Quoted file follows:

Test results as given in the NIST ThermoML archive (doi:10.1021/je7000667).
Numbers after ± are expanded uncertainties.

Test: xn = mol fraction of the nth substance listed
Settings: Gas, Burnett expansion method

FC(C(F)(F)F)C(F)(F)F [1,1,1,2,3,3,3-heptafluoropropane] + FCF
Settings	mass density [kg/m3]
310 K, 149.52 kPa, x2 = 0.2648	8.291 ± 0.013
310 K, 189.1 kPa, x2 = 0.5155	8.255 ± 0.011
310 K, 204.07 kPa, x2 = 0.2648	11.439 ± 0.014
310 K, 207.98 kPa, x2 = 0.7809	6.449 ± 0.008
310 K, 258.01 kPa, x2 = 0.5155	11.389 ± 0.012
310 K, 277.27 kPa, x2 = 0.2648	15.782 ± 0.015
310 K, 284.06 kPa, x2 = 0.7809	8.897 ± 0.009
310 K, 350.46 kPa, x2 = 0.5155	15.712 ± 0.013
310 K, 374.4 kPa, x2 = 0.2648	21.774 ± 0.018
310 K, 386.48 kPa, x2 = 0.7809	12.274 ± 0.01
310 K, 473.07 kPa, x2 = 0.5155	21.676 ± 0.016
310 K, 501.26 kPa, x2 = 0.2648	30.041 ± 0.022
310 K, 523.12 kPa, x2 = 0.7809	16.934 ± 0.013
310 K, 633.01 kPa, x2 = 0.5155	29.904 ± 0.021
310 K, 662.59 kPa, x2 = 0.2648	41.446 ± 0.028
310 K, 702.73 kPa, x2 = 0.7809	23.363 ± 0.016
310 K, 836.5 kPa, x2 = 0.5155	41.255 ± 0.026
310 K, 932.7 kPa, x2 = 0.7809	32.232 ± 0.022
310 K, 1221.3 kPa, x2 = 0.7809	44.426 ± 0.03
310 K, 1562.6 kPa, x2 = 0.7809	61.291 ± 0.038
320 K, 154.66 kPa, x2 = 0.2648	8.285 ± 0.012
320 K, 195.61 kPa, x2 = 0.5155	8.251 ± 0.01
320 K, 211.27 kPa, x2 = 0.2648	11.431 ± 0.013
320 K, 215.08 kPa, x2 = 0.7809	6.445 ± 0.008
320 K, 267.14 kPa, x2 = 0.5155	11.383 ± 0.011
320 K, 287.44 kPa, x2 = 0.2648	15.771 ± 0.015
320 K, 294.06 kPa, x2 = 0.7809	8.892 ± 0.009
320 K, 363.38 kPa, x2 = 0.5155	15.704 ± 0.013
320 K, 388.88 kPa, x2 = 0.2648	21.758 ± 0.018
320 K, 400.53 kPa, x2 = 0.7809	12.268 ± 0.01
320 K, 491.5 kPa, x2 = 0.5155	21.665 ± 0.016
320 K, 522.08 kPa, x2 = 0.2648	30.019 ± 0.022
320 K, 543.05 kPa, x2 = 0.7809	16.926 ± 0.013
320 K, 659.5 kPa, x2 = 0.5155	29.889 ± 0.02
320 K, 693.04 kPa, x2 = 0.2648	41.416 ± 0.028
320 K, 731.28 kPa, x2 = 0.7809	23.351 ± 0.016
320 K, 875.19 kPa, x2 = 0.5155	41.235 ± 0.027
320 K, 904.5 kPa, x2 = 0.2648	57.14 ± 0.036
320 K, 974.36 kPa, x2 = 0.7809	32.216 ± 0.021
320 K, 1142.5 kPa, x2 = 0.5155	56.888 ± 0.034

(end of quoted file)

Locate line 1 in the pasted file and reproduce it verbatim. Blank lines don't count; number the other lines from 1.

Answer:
Test results as given in the NIST ThermoML archive (doi:10.1021/je7000667).